"Apnea" is a Greek word meaning "without breath," and sleep apnea is characterized by pauses in breath during sleep, with pauses lasting several seconds to minutes and usually occurring between five and thirty or more times per hour.
A common sign of sleep apnea is snoring, the turbulent noise of air passing through the airway. The pauses in breath that characterize sleep apnea are often followed by a snoring or choking sound as the person forces air through a constricted or collapsed airway. It is important to note that snoring is not a definite indicator of sleep apnea and can occur apart from the condition.
Sleep apnea can be difficult to diagnose, as the individual with the condition is asleep during the time major indicators are present and is unable to judge the severity of what may be happening. A bed partner or family member can help by bringing their observations to the person exhibiting signs of sleep apnea.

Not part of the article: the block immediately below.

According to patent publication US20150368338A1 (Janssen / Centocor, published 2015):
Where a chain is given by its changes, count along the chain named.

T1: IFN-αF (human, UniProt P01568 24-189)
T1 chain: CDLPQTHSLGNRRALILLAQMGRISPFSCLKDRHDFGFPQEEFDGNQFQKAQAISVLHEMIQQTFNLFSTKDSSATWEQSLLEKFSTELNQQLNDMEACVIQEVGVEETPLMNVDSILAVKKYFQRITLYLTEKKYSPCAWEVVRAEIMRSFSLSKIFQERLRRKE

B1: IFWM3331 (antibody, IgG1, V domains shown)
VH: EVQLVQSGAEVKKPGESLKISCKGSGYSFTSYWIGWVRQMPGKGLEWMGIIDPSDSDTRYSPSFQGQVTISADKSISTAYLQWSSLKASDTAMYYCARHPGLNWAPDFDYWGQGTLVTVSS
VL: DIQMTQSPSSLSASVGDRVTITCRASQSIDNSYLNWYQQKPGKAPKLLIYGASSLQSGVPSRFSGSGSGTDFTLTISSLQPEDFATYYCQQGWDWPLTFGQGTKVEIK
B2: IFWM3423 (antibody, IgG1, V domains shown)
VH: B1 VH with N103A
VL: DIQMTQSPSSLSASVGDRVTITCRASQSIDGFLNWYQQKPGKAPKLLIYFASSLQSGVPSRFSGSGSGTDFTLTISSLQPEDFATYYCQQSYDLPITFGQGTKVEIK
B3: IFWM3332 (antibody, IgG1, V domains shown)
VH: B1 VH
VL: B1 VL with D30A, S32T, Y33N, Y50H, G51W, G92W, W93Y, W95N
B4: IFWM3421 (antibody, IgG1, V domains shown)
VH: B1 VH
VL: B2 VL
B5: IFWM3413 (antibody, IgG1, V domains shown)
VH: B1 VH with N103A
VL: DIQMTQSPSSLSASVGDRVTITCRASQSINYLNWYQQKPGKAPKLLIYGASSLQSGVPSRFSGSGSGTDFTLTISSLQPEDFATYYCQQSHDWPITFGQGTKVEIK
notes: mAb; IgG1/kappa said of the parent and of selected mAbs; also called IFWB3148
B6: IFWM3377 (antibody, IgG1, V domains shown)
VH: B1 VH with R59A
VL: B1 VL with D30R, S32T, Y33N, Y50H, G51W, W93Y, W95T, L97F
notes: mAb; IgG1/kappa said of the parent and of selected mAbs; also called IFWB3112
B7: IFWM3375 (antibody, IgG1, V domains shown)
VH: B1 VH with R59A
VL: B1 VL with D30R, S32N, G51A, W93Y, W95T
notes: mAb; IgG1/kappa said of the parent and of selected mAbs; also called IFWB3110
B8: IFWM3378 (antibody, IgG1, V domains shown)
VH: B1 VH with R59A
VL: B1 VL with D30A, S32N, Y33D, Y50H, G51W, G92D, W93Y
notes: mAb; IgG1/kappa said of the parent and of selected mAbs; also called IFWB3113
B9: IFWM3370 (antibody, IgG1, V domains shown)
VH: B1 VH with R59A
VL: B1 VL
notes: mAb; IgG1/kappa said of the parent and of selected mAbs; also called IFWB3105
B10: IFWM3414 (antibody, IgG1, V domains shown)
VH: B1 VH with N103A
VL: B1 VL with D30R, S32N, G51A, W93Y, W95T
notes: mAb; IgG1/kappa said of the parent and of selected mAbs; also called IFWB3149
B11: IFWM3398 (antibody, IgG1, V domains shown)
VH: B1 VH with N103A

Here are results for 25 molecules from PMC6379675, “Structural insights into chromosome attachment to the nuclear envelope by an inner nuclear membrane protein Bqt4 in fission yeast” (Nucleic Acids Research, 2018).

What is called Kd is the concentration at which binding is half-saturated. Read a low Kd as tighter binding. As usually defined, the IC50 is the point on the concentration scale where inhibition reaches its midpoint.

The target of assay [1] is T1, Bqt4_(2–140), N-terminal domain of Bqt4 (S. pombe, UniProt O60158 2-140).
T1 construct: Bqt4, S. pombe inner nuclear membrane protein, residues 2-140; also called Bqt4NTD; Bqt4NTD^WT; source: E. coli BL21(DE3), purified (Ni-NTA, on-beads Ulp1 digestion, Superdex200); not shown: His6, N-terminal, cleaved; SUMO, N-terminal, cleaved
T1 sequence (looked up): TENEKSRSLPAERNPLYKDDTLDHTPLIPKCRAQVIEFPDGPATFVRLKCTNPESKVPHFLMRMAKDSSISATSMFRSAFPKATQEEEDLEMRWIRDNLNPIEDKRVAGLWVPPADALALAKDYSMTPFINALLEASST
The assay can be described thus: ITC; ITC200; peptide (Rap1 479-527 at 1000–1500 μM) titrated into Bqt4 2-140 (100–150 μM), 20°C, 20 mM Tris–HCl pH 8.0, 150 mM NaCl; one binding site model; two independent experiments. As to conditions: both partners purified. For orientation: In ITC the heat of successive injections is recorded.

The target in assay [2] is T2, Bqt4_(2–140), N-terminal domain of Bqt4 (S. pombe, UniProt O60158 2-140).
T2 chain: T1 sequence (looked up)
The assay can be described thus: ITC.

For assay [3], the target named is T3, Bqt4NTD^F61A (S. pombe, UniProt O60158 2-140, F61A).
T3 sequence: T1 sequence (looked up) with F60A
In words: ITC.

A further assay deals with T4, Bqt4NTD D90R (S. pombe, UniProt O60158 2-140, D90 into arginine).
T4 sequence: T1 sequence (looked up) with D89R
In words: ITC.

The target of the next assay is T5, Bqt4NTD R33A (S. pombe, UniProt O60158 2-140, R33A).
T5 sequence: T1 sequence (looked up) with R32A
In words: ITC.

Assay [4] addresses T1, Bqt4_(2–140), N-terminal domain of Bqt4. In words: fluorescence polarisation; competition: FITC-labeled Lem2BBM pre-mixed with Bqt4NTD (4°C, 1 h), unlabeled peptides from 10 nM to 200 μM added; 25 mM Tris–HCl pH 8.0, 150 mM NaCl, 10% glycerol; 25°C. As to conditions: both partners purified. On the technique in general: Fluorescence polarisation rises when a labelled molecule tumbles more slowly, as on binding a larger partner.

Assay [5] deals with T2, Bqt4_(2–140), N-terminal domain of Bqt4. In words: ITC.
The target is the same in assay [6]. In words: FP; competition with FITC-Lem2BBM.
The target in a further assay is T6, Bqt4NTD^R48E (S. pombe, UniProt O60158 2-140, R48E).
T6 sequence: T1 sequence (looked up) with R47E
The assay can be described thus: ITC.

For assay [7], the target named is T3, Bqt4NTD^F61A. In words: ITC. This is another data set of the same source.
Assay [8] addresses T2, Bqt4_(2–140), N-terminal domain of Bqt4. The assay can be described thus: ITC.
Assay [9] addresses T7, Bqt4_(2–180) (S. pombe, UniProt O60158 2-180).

A symptom that an individual with sleep apnea is likely to recognize is fighting daytime sleepiness. Because air intake is compromised in untreated cases of sleep apnea, the brain and vital organs are unable to get oxygen, diminishing the quality of sleep and reducing restfulness. A person with undiagnosed sleep apnea may find themselves especially tired during quiet periods of the day, while driving and other times of low activity.
Other symptoms of sleep apnea include a dry throat after waking, morning headaches, trouble concentrating, irritability or depression, and urination during sleep. An individual should consult his or her doctor if a sleep condition is suspected.